Survivors of domestic abuse can shatter the cycle of domestic violence

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Family Violence
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breakthrough discovery to transform prostate cancer treatmentResearchers at the University of South Australia are challenging this trajectory, establishing factors that have helped young adults reject domestic violence and form healthy relationships, despite growing up with domestic violence themselves.
 
Funded by the Channel 7 Children’s Research Foundation, the Australian-first research will draw on the lived experiences of 200 young people (aged 18-30), who experienced domestic violence between their caregivers to identify people in their networks, social contexts, supports and systems that may have helped them form healthy relationships free of violence and abuse.
 
Lead researcher, Dr Fiona Buchanan says the study will deliver tangible, evidence-based information to help campaigners, policy makers and practitioners accurately plan and deliver successful initiatives to encourage young people to thrive.
 
“Domestic violence is at epidemic proportions in Australia, and despite all efforts, there is no indication that the numbers are falling,” Dr Buchanan says.
 
Statistics show that nearly one in four women have experienced domestic violence at the hands of an intimate partner, with nearly 60 per cent saying that the abuse was witnessed by their children.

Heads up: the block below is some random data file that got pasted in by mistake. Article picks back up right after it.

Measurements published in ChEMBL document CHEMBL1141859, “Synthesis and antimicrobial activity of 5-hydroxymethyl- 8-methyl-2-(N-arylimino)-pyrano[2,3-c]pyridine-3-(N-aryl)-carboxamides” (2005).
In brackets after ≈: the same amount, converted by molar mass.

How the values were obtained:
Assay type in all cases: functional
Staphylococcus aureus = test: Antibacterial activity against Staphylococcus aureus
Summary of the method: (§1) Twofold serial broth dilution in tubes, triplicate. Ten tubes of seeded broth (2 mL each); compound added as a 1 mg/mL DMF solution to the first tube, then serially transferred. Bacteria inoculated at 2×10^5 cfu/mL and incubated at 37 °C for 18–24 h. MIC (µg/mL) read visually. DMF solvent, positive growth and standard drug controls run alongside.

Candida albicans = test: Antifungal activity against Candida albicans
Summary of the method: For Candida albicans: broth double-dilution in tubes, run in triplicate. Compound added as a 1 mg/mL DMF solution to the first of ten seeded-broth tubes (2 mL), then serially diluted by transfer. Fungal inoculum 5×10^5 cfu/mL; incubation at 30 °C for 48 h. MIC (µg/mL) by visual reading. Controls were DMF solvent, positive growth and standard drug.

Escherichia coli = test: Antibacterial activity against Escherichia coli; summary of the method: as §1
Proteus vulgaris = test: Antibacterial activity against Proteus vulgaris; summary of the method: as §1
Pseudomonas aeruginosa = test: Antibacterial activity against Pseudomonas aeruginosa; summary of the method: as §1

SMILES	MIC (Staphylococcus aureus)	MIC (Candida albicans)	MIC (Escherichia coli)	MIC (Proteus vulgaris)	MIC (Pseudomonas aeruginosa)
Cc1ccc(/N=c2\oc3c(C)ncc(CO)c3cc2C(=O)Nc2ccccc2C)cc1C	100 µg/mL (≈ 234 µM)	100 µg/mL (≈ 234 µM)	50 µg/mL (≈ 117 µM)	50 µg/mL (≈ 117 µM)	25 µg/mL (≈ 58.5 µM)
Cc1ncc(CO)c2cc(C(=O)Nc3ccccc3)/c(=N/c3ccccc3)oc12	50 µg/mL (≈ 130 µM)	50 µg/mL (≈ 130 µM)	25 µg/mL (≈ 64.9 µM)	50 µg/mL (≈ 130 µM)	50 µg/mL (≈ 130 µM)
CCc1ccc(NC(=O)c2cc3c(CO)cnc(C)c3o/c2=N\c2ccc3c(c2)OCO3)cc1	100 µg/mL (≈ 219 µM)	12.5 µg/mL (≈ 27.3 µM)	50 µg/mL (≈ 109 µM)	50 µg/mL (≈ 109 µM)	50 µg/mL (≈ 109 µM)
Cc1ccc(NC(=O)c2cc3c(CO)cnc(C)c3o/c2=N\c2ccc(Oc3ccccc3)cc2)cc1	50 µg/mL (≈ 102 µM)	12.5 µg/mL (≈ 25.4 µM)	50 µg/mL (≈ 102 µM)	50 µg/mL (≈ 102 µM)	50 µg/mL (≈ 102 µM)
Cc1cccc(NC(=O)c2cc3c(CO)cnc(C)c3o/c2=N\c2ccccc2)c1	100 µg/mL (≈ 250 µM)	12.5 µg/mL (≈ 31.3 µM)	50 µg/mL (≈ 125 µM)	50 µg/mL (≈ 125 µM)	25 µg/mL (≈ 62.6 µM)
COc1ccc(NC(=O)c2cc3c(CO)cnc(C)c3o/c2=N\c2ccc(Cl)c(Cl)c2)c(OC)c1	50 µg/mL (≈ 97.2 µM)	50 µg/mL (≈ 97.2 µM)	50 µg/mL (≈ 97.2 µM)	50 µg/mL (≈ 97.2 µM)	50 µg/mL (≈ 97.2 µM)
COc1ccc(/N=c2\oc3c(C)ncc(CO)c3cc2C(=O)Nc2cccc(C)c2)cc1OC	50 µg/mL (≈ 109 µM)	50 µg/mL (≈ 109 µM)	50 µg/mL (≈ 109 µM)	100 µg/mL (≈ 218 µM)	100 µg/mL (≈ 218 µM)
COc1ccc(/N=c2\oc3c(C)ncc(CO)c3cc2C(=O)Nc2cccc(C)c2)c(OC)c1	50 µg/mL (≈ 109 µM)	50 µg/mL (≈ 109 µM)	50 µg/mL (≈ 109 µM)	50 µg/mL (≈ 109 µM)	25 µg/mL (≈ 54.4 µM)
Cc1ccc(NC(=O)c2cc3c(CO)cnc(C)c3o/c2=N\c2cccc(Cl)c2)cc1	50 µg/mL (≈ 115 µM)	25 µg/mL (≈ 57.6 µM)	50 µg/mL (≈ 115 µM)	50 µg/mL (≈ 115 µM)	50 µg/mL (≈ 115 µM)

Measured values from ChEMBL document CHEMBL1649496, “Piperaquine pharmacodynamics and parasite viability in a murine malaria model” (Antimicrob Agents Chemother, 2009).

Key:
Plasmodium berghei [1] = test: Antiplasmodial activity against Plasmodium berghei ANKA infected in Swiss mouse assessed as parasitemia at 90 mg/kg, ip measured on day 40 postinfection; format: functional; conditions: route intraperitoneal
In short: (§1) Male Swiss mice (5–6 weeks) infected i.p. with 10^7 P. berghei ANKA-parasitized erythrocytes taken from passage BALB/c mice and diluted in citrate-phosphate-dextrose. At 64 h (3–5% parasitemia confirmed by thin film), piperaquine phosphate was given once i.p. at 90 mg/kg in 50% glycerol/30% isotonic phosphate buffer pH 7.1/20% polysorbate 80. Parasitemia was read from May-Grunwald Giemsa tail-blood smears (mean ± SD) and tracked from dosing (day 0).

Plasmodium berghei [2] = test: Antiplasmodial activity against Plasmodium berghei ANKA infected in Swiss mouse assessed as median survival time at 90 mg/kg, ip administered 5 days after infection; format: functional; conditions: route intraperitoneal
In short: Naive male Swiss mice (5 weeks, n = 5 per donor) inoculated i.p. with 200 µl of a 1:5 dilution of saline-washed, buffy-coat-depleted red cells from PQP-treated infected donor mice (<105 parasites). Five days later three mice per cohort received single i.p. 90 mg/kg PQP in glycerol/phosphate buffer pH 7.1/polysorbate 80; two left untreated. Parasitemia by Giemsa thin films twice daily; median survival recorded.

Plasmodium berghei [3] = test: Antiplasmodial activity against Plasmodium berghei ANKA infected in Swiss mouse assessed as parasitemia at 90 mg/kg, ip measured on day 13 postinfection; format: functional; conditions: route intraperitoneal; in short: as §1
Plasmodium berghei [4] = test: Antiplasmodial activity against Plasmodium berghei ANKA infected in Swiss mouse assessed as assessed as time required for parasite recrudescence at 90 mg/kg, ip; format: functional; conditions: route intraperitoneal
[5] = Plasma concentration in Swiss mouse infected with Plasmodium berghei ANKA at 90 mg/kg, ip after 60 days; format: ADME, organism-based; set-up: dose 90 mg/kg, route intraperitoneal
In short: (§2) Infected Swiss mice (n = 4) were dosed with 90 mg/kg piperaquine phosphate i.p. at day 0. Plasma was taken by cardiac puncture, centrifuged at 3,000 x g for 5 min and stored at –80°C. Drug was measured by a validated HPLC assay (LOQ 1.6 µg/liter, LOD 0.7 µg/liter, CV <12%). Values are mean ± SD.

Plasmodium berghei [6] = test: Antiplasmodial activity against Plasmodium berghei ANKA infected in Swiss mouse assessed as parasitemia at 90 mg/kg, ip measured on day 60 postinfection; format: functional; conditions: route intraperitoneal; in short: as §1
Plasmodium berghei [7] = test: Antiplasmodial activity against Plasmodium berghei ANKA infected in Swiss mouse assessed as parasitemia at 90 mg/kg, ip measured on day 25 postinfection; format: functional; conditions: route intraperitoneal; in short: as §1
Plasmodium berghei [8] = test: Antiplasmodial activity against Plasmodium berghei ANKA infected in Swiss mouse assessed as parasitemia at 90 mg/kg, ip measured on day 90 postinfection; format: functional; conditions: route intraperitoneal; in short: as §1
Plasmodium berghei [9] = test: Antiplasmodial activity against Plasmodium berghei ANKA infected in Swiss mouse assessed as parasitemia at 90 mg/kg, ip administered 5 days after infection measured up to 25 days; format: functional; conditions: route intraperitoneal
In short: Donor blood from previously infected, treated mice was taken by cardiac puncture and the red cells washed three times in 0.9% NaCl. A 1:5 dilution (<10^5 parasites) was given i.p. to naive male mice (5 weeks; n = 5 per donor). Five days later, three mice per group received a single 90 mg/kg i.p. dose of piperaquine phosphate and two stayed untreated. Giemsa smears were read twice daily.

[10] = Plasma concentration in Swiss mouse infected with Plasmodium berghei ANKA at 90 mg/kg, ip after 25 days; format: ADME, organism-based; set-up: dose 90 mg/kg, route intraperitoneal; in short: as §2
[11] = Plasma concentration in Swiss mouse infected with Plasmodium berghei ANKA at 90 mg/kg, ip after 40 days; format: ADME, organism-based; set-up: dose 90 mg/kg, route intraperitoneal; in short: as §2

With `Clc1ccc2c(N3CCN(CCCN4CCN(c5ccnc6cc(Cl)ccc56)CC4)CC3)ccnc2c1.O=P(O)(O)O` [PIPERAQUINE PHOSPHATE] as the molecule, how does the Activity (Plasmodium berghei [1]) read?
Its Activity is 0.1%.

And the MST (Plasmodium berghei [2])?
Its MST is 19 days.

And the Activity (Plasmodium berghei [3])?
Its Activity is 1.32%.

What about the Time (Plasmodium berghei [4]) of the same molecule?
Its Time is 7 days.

“It is known that children who are born into domestic violence can inherit psychological challenges and developmental hurdles – and often, people assume that these children will become products of their lived environment, emulating the relationships they grew up with as they become adults.
 
“But what is overlooked is that a child’s upbringing is the sum of all its parts – including a range of social contexts, opportunities, limitations, and influences that can shape beliefs, perceptions and behaviours.
 
“Our research is asking young people, who are the experts in their own lives, what helped them as children growing up in domestic violence to find out what has positively influenced them about relationships and helped them reject the transmission of intergenerational violence.
 
“This has big implications for challenging these ongoing assumptions that children will go on to perpetuate the violence they see in their homes.”
 
A pilot study has been completed and the researchers are now calling for young people who have grown up in domestic violence to complete an online questionnaire to help us find out what can help others who endure domestic violence as children.
 
The link to the survey is: https://redcap.link/youngpeoplerejectingdvsurveyResearchers at the University of South Australia are challenging this trajectory, establishing factors that have helped young adults reject domestic violence and form healthy relationships, despite growing up with domestic violence themselves.
 
Funded by the Channel 7 Children’s Research Foundation, the Australian-first research will draw on the lived experiences of 200 young people (aged 18-30), who experienced domestic violence between their caregivers to identify people in their networks, social contexts, supports and systems that may have helped them form healthy relationships free of violence and abuse.
 
Lead researcher, Dr Fiona Buchanan says the study will deliver tangible, evidence-based information to help campaigners, policy makers and practitioners accurately plan and deliver successful initiatives to encourage young people to thrive.
 
“Domestic violence is at epidemic proportions in Australia, and despite all efforts, there is no indication that the numbers are falling,” Dr Buchanan says.
 
Statistics show that nearly one in four women have experienced domestic violence at the hands of an intimate partner, with nearly 60 per cent saying that the abuse was witnessed by their children.